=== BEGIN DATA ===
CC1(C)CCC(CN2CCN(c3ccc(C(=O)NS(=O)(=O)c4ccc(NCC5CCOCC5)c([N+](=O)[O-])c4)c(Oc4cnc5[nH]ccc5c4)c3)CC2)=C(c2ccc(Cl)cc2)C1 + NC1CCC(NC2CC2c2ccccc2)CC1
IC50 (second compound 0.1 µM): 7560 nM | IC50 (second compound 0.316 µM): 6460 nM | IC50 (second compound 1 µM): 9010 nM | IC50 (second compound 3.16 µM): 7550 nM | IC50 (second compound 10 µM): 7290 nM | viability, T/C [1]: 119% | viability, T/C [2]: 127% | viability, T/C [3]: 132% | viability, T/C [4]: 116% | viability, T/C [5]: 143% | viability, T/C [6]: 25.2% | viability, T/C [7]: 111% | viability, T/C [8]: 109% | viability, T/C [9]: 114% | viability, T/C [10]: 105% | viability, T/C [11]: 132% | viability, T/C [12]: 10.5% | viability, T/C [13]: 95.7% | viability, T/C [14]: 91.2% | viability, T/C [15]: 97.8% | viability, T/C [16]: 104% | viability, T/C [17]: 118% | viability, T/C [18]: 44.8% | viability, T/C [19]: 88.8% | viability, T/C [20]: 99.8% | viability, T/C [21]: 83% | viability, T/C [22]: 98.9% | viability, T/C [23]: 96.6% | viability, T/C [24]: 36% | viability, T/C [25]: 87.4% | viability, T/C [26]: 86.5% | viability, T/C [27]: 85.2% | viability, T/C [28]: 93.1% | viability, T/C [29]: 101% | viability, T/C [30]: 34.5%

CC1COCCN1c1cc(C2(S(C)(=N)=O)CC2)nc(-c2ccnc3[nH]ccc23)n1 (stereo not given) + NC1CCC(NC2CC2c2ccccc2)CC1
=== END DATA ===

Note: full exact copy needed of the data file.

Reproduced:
CC1(C)CCC(CN2CCN(c3ccc(C(=O)NS(=O)(=O)c4ccc(NCC5CCOCC5)c([N+](=O)[O-])c4)c(Oc4cnc5[nH]ccc5c4)c3)CC2)=C(c2ccc(Cl)cc2)C1 + NC1CCC(NC2CC2c2ccccc2)CC1
IC50 (second compound 0.1 µM): 7560 nM | IC50 (second compound 0.316 µM): 6460 nM | IC50 (second compound 1 µM): 9010 nM | IC50 (second compound 3.16 µM): 7550 nM | IC50 (second compound 10 µM): 7290 nM | viability, T/C [1]: 119% | viability, T/C [2]: 127% | viability, T/C [3]: 132% | viability, T/C [4]: 116% | viability, T/C [5]: 143% | viability, T/C [6]: 25.2% | viability, T/C [7]: 111% | viability, T/C [8]: 109% | viability, T/C [9]: 114% | viability, T/C [10]: 105% | viability, T/C [11]: 132% | viability, T/C [12]: 10.5% | viability, T/C [13]: 95.7% | viability, T/C [14]: 91.2% | viability, T/C [15]: 97.8% | viability, T/C [16]: 104% | viability, T/C [17]: 118% | viability, T/C [18]: 44.8% | viability, T/C [19]: 88.8% | viability, T/C [20]: 99.8% | viability, T/C [21]: 83% | viability, T/C [22]: 98.9% | viability, T/C [23]: 96.6% | viability, T/C [24]: 36% | viability, T/C [25]: 87.4% | viability, T/C [26]: 86.5% | viability, T/C [27]: 85.2% | viability, T/C [28]: 93.1% | viability, T/C [29]: 101% | viability, T/C [30]: 34.5%

CC1COCCN1c1cc(C2(S(C)(=N)=O)CC2)nc(-c2ccnc3[nH]ccc23)n1 (stereo not given) + NC1CCC(NC2CC2c2ccccc2)CC1